The Iowa House spent over half an hour debating the way meat is cooked at a Maid-Rite restaurant in Marshalltown and, in the end, decided legislators shouldn’t wade into the controversy.
The Iowa Department of Inspections and Appeals has told Taylor’s Maid-Rite in Marshalltown to change the way it cooks the hamburger for its loose-meat sandwiches. Food inspectors say raw meat is cooked in the same receptacle used to store the cooked meat before it’s served to customers.
Last week, the Iowa Senate voted to give Taylor’s Maid-Rite in Marshalltown a reprieve, but late today the House has voted to let state inspectors make the decision. Representative Ralph Watts of Adel argued legislators shouldn’t be deciding food safety issues and he warned of the financial risks to other Maid-Rite restaurants if a case of e-coli is confirmed.
“Let me refresh your memory. In 1993, the Jack-in-the-Box chain had an instance with e-coli. It was traced to under-cooked and under-processed meat. Four children died because of e-coli in that instance,” Watts said. “As a result of that, those people that owned those businesses in that chain lost millions of dollars, many of them including their life savings.”
Representative Lance Horbach of Tama suggested this was a feud between the person who owns the Maid-Rite franchise and the “little guy” who operates an independent Maid-Rite in Marshalltown. “This Jack-in-the-Box incident was in 1993. We’ve been cooking our meat that way for over 70 years prior to that, with no incidents,” Horbach said. “Don’t compare us to that!”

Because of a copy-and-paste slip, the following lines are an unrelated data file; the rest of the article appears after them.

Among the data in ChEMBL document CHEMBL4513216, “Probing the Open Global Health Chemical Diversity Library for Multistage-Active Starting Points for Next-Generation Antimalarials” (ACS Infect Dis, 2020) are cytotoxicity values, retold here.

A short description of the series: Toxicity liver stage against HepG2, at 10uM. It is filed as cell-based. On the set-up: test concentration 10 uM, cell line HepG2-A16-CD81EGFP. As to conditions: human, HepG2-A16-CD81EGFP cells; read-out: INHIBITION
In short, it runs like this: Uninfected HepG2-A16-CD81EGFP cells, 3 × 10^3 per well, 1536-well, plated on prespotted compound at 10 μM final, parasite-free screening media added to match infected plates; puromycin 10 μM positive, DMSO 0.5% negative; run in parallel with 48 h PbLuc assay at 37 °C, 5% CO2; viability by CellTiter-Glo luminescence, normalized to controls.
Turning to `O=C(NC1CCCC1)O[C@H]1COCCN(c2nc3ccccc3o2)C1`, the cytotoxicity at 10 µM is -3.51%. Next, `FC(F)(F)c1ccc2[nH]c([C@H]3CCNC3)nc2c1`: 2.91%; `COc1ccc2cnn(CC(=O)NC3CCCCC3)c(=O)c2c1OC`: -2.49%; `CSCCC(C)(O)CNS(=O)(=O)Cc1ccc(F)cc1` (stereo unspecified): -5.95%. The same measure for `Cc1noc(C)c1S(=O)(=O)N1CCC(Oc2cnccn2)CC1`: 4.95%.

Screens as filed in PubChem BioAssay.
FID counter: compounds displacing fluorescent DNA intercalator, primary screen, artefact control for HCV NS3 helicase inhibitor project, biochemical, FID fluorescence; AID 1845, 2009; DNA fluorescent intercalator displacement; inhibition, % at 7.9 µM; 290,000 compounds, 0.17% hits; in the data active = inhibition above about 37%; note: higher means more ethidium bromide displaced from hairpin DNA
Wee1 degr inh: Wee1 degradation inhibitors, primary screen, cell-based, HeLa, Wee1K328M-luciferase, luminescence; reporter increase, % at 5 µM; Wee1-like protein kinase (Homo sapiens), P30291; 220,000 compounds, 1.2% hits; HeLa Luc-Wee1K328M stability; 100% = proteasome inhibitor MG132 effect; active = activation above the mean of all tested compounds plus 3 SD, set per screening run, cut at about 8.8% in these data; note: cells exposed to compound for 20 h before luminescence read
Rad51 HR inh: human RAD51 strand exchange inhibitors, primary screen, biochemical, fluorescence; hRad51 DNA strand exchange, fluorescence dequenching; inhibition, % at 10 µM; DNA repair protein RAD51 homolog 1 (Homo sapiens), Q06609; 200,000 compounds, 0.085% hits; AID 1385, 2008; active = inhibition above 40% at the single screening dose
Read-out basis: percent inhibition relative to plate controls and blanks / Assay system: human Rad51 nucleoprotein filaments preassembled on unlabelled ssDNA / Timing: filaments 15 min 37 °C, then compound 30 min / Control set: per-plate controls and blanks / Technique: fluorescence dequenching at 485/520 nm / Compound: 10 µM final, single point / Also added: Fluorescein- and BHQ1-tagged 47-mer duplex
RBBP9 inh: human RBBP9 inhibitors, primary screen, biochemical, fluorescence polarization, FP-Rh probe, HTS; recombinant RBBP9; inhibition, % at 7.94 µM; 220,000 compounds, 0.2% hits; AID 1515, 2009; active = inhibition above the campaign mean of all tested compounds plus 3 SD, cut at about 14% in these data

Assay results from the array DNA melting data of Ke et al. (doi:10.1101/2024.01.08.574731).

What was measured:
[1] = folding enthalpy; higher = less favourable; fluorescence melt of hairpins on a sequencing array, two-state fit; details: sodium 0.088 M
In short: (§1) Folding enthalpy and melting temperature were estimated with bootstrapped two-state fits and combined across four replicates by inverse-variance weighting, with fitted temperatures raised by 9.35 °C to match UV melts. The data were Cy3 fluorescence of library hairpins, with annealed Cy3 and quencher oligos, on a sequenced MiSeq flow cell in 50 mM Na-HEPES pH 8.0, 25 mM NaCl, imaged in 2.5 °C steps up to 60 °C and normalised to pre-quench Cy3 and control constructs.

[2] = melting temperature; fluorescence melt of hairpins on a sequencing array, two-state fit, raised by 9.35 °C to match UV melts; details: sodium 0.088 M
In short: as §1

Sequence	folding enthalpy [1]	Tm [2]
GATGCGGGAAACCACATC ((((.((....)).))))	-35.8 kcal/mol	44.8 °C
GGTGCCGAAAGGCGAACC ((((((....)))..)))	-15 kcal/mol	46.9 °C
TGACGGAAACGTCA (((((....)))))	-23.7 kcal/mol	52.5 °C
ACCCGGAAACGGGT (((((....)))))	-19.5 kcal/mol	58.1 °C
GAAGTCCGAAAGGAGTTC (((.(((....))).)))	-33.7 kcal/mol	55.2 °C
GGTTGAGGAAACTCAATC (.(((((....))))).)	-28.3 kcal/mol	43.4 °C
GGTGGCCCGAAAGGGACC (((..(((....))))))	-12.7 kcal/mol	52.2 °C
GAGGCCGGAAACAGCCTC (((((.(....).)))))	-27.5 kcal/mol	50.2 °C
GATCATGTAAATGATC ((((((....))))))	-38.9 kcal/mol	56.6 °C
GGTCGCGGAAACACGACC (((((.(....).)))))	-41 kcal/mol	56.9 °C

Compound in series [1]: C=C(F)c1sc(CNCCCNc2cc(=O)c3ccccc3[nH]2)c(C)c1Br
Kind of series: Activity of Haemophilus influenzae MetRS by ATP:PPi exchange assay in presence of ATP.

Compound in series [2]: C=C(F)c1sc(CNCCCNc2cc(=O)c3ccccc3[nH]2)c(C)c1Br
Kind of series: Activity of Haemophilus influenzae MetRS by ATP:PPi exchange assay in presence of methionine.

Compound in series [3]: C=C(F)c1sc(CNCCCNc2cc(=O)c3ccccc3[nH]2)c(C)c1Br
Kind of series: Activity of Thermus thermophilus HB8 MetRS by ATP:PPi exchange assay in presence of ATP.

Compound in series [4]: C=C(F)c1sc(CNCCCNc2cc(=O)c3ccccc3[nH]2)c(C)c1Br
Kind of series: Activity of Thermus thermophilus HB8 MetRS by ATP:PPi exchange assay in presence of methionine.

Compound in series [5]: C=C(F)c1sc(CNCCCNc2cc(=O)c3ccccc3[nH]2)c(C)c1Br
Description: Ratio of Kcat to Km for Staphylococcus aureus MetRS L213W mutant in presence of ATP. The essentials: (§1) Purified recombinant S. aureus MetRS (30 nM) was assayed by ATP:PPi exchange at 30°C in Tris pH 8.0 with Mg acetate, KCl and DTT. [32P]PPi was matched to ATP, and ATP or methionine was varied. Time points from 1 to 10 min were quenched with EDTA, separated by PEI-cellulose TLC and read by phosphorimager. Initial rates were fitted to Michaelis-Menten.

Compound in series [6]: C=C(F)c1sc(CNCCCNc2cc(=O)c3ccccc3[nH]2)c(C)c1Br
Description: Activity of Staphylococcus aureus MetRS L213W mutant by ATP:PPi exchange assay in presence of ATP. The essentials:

Repressentative Mark Smith of Marshalltown defended the Maid-Rite in his community, too. “Consistently the country folks, the good people of Marshalltown have gone to this restaurant year after year after year and we haven’t had any litigation,” Smith said. “We’ve always had good health inspection reports for this facility and there have been no incidents of e-coli, other kinds of food poisoning, other kinds of illnesses.”
Watts said he’s not suggesting the Marshalltown Maid-Rite is endangering the health of Iowans. “What I’m suggesting is there are issues associated with the cooking of meat in a restaurant,” Watts says. “And I don’t think it falls on individuals in the legislature to make that call.”
The House sided with Watts, voting 50 to 41 to keep legislators out of the Maid-Rite cooking debate.